Pressure : 29.90 in
Dewpoint : 57.0 °
Wind : South
Some farmers concerned they may see Dustbowl 2012
The mix of heat and lack of moisture are farmers' two biggest enemies right now. With consistent heat waves reaching in the one hundreds farmers are afraid of something like a new Dust Bowl from the 1930's.
It's a tough season in the AG industry right now. Ethanol makers are cutting production, some are even temporarily closed down due to corn prices. And to add to that, the damage from the heat and drought conditions aren't easing the stress.
For the past several weeks farmers have seen their crops suffer. And conditions are only getting worse.
"Now with the heat and the timing of pollination it would not surprise me to see 30-50 percent loss in yield based on the lack of proper conditions for pollination," said Extension Educator Dewey Lienemann.
The U.S. Department of Agriculture reported farmers have planted 96.4 million acres of corn this spring, the largest planted acres since 1937.
"We're in a critical area, of course, you get into the Republican River Valley, we're limited on the amount of water that we can use," said Lienemann.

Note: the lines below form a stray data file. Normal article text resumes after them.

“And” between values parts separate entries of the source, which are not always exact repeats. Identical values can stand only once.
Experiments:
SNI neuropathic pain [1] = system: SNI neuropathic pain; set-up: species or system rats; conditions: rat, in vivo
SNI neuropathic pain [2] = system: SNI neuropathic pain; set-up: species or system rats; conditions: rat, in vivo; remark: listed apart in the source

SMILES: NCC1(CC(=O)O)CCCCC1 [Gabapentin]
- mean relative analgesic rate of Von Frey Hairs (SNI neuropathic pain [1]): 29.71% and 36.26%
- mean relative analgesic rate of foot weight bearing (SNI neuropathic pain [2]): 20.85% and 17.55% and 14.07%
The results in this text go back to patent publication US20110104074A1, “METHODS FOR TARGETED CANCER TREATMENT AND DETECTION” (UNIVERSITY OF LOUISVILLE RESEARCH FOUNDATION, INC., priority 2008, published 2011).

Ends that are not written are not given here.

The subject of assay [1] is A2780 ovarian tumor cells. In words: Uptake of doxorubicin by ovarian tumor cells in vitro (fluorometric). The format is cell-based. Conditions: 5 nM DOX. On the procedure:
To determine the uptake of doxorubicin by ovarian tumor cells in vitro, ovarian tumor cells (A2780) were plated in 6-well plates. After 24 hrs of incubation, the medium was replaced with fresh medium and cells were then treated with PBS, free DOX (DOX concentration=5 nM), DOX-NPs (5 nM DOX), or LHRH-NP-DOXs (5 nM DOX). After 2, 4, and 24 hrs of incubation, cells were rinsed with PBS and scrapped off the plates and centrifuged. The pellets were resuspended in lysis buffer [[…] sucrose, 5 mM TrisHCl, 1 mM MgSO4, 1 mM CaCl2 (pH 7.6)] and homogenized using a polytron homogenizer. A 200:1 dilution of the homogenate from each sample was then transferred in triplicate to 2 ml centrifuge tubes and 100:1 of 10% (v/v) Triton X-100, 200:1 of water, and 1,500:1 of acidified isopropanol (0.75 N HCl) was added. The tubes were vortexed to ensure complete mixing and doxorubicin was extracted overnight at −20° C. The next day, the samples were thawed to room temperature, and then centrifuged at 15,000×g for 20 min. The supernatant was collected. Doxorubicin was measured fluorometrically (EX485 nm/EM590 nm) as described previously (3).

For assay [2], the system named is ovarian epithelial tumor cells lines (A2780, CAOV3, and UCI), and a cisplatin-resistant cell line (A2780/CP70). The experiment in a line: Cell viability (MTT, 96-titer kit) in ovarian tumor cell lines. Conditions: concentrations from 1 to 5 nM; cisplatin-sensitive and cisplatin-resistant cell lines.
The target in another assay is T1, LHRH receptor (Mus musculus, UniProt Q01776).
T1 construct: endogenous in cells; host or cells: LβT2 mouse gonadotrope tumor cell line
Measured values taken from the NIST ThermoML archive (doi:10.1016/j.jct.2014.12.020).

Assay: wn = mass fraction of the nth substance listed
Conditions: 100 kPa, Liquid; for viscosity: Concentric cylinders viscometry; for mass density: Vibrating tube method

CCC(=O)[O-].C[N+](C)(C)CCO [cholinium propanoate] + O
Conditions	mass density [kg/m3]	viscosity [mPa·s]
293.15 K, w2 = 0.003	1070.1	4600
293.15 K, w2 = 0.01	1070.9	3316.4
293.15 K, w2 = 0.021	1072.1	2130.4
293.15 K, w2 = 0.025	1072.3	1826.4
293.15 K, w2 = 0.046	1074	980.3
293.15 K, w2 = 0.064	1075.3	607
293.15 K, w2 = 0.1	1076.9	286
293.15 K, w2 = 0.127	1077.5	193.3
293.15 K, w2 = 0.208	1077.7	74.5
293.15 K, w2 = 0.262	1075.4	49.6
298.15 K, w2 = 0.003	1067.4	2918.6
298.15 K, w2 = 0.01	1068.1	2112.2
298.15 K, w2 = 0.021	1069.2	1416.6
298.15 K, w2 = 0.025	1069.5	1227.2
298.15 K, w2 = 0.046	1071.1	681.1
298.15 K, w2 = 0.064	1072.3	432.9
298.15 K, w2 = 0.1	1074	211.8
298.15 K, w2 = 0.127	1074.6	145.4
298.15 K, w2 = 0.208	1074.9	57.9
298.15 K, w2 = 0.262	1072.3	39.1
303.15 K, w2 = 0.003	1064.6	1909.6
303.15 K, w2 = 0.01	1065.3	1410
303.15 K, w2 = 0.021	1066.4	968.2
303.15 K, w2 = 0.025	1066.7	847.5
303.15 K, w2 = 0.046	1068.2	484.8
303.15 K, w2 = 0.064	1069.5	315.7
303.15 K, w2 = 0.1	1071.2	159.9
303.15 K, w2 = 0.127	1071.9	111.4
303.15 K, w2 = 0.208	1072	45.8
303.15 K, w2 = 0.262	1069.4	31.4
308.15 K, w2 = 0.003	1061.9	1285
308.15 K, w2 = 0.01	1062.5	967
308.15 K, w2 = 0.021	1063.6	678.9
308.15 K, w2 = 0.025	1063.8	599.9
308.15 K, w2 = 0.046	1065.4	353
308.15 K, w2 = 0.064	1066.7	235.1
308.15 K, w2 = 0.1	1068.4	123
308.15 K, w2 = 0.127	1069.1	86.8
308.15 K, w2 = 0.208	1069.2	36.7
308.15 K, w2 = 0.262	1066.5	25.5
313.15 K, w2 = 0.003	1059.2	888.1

Farmers in Blue Hill even fear of a new Dust Bowl period.
"It scares me a lot you know, we've got a full crop and a lot of money riding on this year's crop," farmer Bill Zimmerman said.
"You can put all the water you want on them. I mean, as dry as it is it's just sucking it up. It's hard to keep water to everything, as far as gravity and irrigation. You know you have to run in different sets the stuff that isn't getting watered right at that time. You know it's drying up, burning up as you're going," said farmer Mark Evans.
And shrinking margins in the ethanol industry isn't easing their fears.
"The rising price of corn is costing companies too much to produce ethanol," said Zimmerman.
"The price of corn or any commodity that's used for ethanol is going to have a huge effect on their bottom line, and those expenses are far above what they're going to get for their final product," said Lienemann.
Farmers tell News 5 if Mother Nature doesn't give them a break in the next couple of weeks, all their investments will become irrelevant. They'll have to begin disking their crops and starting new.
KHASTV on Facebook